I stand by position
4. Don't put it on hold because it's fine for question (B).
I don't think it's a check-my-work question, though admittedly this is a subtle point. The OP has found a textbook problem and has presumably worked out the solution, but the question is not about solving the textbook problem. More specifically, the textbook problem is of the form
Prove property P(A) for arbitrary objects A
(where A is, in that case the function F). The OP's question has little to do with the proof; instead, the OP asks whether the property even makes sense. The post is of the form
I found an object A1 such that the property P(A1) doesn't make sense. Is this known/expected? How do I deal with it?
As it turns out, the handling of that singularity is not trivial, and needs the proper framework to work well. This means a level of mathematical sophistication that is not very usual in intro-to-QM books (Galindo & Pascual being the only exception I know of), or a set of heuristics which involve not caring about specific infinities and singularities. These heuristics are particular to physics and form the core of any good answer to the question.
On a similar vein, I don't think this question is a maths question. The heuristics are particular to physics and a mathematician would either (a) throw a fit at the nonchalant use of divergent integrals, or (b) have a particularly hard time phrasing their explanation in terms that a physicist would find useful. The process in (b) is in fact that of turning mathematics into physics. Hence the question is physics.
As I stated before, calling a question "that's just pure maths" just because it has mathematical formulae in it is not productive, not least because that encompasses all of physics.
I don't find it particularly unclear, but it's not a model of clarity either. It was clear enough that it found an answer within 24 hours, so I think it definitely deserved the benefit of the doubt.
Furthermore, I claim that as regards questions that are unclear, we as a community do tend to give the benefit of the doubt to users, and particularly newcomers. I think the review queues do a good job of putting unclear questions on the plate of the people best suited to work with the OPs to clarify them and make them answerable, when that is possible.
I would of course be willing to consider data beyond my personal experience. This, however, is a separate issue.
To put things in contrast, question (A) is very different.
It too starts with a textbook(-style) problem, which reads
Given objects B, and C, what is property Q(B, C)?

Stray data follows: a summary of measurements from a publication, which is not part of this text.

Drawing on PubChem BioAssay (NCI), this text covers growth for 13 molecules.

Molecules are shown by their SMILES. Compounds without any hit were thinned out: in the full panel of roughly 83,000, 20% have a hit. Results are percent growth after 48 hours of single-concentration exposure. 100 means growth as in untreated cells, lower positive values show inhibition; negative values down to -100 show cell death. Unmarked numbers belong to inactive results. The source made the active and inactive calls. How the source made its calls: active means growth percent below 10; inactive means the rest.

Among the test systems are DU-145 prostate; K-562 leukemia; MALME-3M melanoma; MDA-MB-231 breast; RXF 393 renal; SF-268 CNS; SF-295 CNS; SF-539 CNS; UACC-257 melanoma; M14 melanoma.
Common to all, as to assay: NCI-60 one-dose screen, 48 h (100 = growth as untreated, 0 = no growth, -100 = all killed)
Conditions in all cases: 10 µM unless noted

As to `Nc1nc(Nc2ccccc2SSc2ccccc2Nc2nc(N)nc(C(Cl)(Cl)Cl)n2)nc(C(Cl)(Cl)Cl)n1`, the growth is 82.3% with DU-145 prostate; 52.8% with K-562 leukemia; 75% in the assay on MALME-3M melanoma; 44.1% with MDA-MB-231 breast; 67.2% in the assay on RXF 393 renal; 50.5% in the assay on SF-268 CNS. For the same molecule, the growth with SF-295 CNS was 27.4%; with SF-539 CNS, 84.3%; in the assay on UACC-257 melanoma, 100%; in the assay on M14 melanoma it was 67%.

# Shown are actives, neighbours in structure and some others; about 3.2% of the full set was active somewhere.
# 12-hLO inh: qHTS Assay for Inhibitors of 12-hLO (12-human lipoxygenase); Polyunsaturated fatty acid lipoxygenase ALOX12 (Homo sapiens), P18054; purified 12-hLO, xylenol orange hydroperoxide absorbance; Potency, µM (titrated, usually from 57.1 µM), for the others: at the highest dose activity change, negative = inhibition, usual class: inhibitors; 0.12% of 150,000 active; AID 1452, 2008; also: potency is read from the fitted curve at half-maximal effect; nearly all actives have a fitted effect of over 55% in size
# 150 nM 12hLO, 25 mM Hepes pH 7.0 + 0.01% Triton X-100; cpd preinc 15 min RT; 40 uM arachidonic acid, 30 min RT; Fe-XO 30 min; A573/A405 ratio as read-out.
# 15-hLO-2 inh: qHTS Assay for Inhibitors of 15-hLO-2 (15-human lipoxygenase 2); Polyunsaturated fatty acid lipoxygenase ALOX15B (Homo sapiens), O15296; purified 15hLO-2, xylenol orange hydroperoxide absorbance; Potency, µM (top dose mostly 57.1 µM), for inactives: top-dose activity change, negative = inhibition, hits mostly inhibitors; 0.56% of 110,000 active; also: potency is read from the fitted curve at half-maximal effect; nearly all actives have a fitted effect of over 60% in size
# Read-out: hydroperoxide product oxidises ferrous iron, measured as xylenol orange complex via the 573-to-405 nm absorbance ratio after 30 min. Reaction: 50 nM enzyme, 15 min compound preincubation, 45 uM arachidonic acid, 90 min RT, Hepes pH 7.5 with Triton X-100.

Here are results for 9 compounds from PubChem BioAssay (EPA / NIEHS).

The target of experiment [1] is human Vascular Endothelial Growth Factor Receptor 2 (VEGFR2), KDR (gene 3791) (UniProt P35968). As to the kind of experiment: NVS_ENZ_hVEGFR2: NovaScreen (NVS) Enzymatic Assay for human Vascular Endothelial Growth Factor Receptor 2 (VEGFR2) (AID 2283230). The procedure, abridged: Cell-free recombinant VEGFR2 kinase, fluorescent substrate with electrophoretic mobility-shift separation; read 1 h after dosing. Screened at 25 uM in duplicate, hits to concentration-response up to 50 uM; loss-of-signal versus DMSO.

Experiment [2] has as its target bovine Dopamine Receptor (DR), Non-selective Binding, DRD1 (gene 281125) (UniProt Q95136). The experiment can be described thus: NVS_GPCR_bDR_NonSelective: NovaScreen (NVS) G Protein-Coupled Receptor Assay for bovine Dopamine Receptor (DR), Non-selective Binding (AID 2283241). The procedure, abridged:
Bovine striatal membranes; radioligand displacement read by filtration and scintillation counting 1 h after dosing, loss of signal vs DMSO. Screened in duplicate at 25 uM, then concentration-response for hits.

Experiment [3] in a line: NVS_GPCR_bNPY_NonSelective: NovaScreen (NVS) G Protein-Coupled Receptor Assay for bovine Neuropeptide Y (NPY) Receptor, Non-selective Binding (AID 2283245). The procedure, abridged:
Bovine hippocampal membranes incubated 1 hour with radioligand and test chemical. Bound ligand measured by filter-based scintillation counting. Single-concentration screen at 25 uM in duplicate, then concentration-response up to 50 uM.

and the OPs question is exclusively
what is property Q(B, C)?
This is why question (A) is a check-my-work problem. I don't find it that terrible, because of the level of sophistication of the problem and the given solution, but I still agree that (i) it is closable under the current policy and (ii) it should be closed for that reason.
On the question of whether question (A) is too close to pure math for this site, I think it is close to the fence that it's on-topic both here and at maths.SE, but its content is still relevant enough to undergraduate-level analytical mechanics that it's on topic here (as far as the physics/maths divide goes).
The main confusion in DanielSank's question is that this is even an issue. I don't think anyone, on the whole discussion, ever claimed that this question was off-topic for being too mathsy. (Of course, I'll be glad to set straight on this if someone has done so.)
To summarize, I don't think the questions under consideration show any inconsistency in our current closure practices. This doesn't mean that we are perfectly consistent, but I think perfect consistency is a little too much to ask of a system run by many individuals with varying opinions.
That said, there is probably more room in the system for more detailed comments on questions by people voting to close. This has also come up recently on a related topic. More detailed comments on why a question is getting closed helps the OP in improving their post (or understanding the scope of the site), and it improves the site in making it clear to future users why some content is on-topic and other content is not.
Our review queue is quiet enough, and we don't have the sort of problem that SO has. We have a big enough pool of reviewers that we can spare the extra time for that.
On the other hand, sorting through the queue on busy times can be a bit of a dull job, and I would ask that some consideration be shown to reviewers, as it's hard to really grok the process until you see it in action.